The price of gold throughout the rest of this year is almost anyone’s guess, though more “analysts” now are starting to predict either a sideways or bear market than ever before. Of course, they’ve been wrong thousands of times over the last few decades, so we shouldn’t take their word for it — we should analyze the biggest factors for the market this year.
But first, we need to talk about a specific concept many investors get confused over. Just because something is a good asset to hold and is a great inflation hedge generally, doesn’t mean that it’s absolutely going to increase in value every time there’s inflation — if gold prices have gone up “too much”, and there’s no way to be certain where that line is, then inflation could keep happening even while gold stays flat or begins to drop.
Right now inflation is at roughly 8%, and yet the price has been flat since mid 2011. That’s just how the market works. Still, let’s look at the biggest factors in the market:
China and India. In 2011, both China and India had a huge role in driving up the price of gold, as the demand in both of these countries skyrocketed, especially in China. If something causes them to break off their purchases by a substantial amount (regulations, fickle markets, a new recession in their countries) this could trigger an end to the sideways market and a beginning of a bear market. That won’t be good for gold prices.
At the same time, if they don’t slow down their demand, this will be a huge influence, and mixed with any “demand” below, could keep prices increasing. I think 2012 is likely to see Chinese demand still far outstrip their supply of gold to the world — they’ll be net buyers. The only thing that could change this would be a massive Chinese correction.
Central Banks. This is similar to the above topic, because many emerging market central banks are buying gold. The Federal Reserve banking system isn’t buying gold of course, but they’re not exactly in emerging markets — they’re in an already developed economy. The Eurepean Central Bank has already substantially increased their holdings for 2012. If this trend keeps up, gold prices will keep up as well.
Iran and Oil. This is a huge one. Iran is waging all-out war against the dollar, trying to get gold to be the foundation of international oil trade. If they do this, then the dollar’s reserve status crashes, and there is a lot of money headed toward America — causing massive inflation.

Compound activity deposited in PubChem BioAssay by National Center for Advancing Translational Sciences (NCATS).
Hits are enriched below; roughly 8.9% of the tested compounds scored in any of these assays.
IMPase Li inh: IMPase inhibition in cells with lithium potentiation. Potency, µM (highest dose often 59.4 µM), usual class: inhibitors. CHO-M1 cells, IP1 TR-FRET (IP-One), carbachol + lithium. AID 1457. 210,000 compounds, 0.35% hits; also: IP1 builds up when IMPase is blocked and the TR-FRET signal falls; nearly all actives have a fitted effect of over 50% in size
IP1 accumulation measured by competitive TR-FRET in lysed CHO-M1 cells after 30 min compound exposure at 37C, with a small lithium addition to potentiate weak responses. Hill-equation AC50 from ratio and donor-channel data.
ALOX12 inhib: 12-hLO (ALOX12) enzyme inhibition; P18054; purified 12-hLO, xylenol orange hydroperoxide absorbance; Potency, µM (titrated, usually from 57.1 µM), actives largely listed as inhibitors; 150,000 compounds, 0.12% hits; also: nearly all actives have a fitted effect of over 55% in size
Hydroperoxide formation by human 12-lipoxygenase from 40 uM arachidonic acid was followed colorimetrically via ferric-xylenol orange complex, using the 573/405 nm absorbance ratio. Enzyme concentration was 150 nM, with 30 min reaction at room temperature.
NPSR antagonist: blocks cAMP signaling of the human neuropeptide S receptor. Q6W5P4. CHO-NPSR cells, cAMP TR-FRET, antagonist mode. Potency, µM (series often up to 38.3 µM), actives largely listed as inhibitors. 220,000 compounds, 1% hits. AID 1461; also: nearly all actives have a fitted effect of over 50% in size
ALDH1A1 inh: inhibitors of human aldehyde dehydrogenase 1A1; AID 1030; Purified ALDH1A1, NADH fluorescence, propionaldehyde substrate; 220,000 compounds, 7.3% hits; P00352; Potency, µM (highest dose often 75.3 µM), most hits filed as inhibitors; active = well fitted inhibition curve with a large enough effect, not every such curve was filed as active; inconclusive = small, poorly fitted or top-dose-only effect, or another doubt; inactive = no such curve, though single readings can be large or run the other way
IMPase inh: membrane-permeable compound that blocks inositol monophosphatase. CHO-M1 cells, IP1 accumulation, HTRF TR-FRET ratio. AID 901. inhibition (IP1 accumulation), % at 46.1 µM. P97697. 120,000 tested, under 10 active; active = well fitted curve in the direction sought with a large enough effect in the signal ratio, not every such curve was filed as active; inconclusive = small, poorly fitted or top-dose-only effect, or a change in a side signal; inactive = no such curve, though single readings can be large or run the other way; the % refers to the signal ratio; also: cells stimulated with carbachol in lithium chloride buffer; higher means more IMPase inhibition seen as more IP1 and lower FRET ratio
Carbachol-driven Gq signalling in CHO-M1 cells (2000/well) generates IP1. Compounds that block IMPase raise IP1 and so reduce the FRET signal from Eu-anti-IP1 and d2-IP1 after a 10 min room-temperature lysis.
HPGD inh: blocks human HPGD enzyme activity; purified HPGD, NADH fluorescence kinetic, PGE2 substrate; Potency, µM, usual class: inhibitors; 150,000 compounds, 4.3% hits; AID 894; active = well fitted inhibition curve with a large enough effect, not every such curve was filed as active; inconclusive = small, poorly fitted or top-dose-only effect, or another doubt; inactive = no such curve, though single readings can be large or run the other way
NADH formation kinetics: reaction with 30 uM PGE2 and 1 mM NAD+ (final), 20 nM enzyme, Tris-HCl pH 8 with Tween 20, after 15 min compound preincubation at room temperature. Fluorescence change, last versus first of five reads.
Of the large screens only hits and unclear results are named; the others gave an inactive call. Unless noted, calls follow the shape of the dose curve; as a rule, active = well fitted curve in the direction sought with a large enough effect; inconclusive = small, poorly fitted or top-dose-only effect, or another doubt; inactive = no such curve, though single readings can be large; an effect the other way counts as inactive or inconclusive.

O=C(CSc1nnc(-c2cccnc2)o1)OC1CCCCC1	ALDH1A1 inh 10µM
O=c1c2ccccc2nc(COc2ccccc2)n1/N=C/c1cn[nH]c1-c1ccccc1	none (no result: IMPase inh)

Not only will this drive up the price of gold from foreign and investor demand, it’ll also create inflation-based demand in the US as well. If this happens the way Iran is trying, then this is a huge, huge impact on gold prices. That’s a big if, though.
Recession Fears. If recession fears die away and people are convinced prosperity has returned, they’ll be less fearful of a crash and less fearful of Fed meddling, which will greatly hurt gold prices. It’s literally that simple. That’s why gold prices dropped substantially last week — the Fed didn’t create new printing, so there was less inflation fear.
The Fed. Speaking of the above, there are two ways the Fed could hurt gold prices. The first is to not do QE3, though there’s no telling if they will or won’t. The second is to raise interest rates. If the Fed both raises interest rates this year as well as doesn’t do QE3, then gold prices will be kicked in the face.
These are the biggest factors in the gold market right now. There are other factors, but these are the trends we need to keep our eyes on. Overall, the price of gold looks great as long as Iran is waging war, the Fed is printing money, and China is gobbling up gold — but if that changes, it won’t look pretty.
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